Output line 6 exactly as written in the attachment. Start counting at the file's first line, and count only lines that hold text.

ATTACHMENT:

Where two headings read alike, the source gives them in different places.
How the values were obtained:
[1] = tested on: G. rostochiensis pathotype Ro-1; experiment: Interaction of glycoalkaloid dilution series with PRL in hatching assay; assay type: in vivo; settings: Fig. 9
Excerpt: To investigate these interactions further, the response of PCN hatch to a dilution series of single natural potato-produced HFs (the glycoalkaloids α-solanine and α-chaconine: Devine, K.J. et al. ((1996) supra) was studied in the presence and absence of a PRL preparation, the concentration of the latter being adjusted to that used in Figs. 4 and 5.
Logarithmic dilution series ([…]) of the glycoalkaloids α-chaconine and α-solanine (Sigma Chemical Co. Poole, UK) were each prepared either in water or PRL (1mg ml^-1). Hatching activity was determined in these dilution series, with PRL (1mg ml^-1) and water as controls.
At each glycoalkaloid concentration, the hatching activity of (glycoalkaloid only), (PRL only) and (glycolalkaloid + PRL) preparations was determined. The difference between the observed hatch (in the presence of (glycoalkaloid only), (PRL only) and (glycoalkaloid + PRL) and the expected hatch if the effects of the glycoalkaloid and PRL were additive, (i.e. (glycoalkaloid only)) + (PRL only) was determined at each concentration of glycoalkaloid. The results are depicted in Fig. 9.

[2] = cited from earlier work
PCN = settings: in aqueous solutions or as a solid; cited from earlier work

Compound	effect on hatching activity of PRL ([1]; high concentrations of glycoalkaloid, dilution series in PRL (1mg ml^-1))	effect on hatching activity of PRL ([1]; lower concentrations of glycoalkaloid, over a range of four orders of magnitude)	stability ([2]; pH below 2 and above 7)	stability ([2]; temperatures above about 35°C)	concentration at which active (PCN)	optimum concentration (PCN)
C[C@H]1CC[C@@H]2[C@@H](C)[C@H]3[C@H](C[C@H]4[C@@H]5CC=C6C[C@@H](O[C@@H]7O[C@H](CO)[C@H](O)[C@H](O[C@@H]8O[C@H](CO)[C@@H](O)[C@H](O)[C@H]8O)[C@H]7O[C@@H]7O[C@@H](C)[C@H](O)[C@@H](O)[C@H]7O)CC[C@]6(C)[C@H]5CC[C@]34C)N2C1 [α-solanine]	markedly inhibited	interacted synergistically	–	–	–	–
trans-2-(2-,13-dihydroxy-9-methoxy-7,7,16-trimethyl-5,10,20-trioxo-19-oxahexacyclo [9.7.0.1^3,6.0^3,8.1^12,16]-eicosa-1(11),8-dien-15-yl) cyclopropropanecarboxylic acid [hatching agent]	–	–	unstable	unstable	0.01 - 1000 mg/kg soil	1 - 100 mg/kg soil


At each glycoalkaloid concentration, the hatching activity of (glycoalkaloid only), (PRL only) and (glycolalkaloid + PRL) preparations was determined. The difference between the observed hatch (in the presence of (glycoalkaloid only), (PRL only) and (glycoalkaloid + PRL) and the expected hatch if the effects of the glycoalkaloid and PRL were additive, (i.e. (glycoalkaloid only)) + (PRL only) was determined at each concentration of glycoalkaloid. The results are depicted in Fig. 9.